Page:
Compliance Procedures for Non-Filing U.S. Taxpayers living in Canada

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All taxpayers in Canada file their own personal tax returns. There is no such thing as a joint return as in the U.S. Tax instalments are commonly paid by self-employed taxpayers and those with high pension and investment income which is often.

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U.S. TAX COMPLIANCE

Effective September 1, 2012 the IRS implemented new streamlined filing compliance procedures for U.S. taxpayers living outside of the U.S in recognition that some U.S. taxpayers living abroad have failed to timely file

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Within 90 days of any assessment or reassessment, you can appeal any corporate or personal tax or HST assessment or reassessment by the CRA internally to the Appeals Division. Once you appeal.

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Compliance Procedures for Non-Filing U.S. Taxpayers living in Canada.

Description of the New Streamlined Procedure

Effective September 1, 2012 the IRS implemented new streamlined filing compliance procedures for U.S. taxpayers living outside of the United Sates. This recognizes that some U.S. taxpayers living abroad have failed to timely file U.S. federal income tax returns or Reports of Foreign Bank and Financial Accounts (FBARs), but have recently become aware of their filing obligations and now seek to come into compliance with the law. These new procedures are for non-resident U.S. taxpayers including, but not limited to, dual citizens who have not filed U.S. income tax and information returns.

This streamlined procedure is designed for taxpayers that present a low compliance risk. All submissions will be reviewed, but, as discussed below, the intensity of review will vary according to the level of compliance risk presented by the submission. For those taxpayers presenting low compliance risk, the review will be expedited and the IRS will NOT assert penalties or pursue follow-up actions.

Taxpayers utilizing this procedure will be required to file delinquent tax returns, with appropriate related information returns (e.g. Form 3520 or 5471), for the past THREE years and to file delinquent FBARs (FinCEN Form 114 which superseded the former Form TD F 90-22.1) for the past SIX years. Payment for the tax and interest, if applicable, must be remitted along with delinquent tax returns.

Eligibility

This procedure is available for non-resident U.S. taxpayers who have resided outside of the U.S. since January 1, 2009, and who have not filed a U.S. tax return during the same period. These taxpayers must present a low level of compliance risk as described below.

Amended returns submitted through this program will be treated as high risk returns and subject to examination, except for those filed for the sole purpose of submitting late-filed Forms 8891 to seek relief for failure to timely elect deferral of income from certain retirement or savings plans where deferral is permitted by relevant treaty. It should be noted that this relief is also available under the Offshore Voluntary Disclosure Program.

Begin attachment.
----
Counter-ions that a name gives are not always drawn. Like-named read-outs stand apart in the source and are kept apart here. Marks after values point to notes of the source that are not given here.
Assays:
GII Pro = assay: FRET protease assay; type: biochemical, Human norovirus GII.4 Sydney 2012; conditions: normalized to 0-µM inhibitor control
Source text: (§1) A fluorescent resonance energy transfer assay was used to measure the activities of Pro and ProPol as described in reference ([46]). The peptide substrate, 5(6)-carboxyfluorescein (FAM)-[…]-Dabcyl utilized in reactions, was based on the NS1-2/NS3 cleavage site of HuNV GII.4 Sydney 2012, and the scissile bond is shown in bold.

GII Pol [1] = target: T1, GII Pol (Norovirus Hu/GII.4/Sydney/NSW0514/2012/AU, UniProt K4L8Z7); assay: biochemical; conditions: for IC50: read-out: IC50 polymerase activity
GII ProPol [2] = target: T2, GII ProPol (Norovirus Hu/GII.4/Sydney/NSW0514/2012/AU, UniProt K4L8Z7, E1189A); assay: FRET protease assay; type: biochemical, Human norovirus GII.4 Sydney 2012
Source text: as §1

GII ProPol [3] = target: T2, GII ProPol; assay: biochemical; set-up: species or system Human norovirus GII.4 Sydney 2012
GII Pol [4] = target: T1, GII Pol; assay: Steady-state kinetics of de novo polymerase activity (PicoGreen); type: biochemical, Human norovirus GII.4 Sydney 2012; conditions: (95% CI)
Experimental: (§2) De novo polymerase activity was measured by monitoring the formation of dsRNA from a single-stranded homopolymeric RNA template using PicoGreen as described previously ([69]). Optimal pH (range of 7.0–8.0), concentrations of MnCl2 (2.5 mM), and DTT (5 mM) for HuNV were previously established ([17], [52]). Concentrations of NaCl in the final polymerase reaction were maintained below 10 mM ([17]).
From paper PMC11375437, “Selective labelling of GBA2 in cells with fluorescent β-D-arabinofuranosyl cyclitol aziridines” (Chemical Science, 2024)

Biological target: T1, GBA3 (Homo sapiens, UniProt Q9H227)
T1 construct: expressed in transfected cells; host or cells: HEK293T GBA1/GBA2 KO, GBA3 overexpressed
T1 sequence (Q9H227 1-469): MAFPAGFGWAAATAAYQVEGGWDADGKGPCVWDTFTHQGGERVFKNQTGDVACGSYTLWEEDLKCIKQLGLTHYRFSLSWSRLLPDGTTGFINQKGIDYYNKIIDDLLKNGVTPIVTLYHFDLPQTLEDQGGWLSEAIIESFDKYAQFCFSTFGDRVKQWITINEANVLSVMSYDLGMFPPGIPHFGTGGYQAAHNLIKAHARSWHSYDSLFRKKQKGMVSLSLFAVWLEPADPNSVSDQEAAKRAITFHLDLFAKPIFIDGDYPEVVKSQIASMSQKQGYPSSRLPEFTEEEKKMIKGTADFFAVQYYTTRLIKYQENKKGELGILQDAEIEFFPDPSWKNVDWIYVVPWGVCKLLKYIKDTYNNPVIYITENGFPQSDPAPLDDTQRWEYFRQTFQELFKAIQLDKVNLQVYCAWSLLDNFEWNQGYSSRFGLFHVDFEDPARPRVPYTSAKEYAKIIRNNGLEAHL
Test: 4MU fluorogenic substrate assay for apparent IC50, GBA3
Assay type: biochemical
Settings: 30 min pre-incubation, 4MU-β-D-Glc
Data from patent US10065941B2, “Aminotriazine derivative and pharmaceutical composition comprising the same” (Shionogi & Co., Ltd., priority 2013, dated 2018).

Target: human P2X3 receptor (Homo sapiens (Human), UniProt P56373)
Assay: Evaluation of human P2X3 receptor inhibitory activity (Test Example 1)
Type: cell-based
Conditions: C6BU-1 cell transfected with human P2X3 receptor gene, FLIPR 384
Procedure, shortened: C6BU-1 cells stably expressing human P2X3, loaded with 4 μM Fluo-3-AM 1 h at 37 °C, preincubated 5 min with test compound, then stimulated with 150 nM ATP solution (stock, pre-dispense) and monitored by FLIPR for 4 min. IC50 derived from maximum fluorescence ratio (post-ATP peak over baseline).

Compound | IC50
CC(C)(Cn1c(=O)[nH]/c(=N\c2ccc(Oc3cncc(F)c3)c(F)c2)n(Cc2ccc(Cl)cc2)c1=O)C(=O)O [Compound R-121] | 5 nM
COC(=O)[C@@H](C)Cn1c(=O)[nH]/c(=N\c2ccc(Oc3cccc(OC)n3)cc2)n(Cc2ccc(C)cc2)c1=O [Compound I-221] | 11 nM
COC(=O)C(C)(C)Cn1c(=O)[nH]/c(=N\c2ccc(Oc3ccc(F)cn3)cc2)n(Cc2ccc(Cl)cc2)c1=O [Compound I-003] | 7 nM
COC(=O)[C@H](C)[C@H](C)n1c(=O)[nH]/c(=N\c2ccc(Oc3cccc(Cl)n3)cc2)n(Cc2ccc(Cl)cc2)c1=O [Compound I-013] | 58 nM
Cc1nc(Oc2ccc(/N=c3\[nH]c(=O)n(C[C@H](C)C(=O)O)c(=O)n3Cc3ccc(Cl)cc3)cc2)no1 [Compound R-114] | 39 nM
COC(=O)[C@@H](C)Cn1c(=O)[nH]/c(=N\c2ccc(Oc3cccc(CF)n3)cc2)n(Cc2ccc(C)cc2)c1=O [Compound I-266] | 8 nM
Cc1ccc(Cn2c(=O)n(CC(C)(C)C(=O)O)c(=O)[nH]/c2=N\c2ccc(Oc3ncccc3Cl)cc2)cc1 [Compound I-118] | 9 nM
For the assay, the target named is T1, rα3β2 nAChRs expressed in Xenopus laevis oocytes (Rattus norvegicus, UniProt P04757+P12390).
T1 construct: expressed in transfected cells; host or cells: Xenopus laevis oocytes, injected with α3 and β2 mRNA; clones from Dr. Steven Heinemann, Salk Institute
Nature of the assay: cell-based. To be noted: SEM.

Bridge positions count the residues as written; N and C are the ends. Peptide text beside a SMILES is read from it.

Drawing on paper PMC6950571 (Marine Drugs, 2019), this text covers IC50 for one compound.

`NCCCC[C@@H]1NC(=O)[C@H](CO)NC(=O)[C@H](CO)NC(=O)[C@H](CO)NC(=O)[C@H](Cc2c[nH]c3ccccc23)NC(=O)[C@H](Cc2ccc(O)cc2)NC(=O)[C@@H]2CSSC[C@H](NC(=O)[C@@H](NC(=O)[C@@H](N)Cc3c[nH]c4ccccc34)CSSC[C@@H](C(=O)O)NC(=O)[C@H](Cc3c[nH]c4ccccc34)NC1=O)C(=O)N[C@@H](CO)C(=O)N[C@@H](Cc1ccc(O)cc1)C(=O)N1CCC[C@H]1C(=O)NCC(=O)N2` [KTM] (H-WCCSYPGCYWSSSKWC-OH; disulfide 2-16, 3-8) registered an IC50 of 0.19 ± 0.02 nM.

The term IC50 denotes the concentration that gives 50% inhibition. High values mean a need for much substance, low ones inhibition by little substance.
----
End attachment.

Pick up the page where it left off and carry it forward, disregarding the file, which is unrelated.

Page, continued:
Compliance Risk Determination

The IRS will determine the level of compliance risk presented by the submission based on information provided on the returns filed and based on additional information provided in response to a questionnaire required as part of the submission. Low risk will be predicated on simple returns with little or no U.S. tax due. Absent any high risk factors, if the submitted returns and application show less than $1,500 in tax due in each of the years, they will be treated as low risk and processed in a streamlined manner.

The risk level may rise if any of the following are present:

  • If any of the returns submitted through this program claim a refund;
  • If there is material economic activity in the United States;
  • If the taxpayer has not declared all of his/her income in his/her country of residence;
  • If FBAR penalties have been previously assessed against the taxpayer or if the taxpayer has previously received an FBAR warning letter;
  • If the taxpayer has a financial interest or authority over a financial account(s) located outside his/her country of residence; and,
  • If there is U.S. source income.

New reporting requirement for foreign financial assets under FATCA

A new law requires U.S. taxpayers who have an interest in certain specified foreign financial assets with an aggregate value exceeding $50,000 to report those assets to the IRS.  This reporting is required since 2012.  Taxpayers who are required to report must submit Form 8938 with their tax return.

For additional information contact Val Volkov, a U.S. designated CPA who can assist you with your U.S. tax filings.

Val can be reached via:

E-mail: vvolkov@taxperts.on.ca

Telephone: 416-493-0444.

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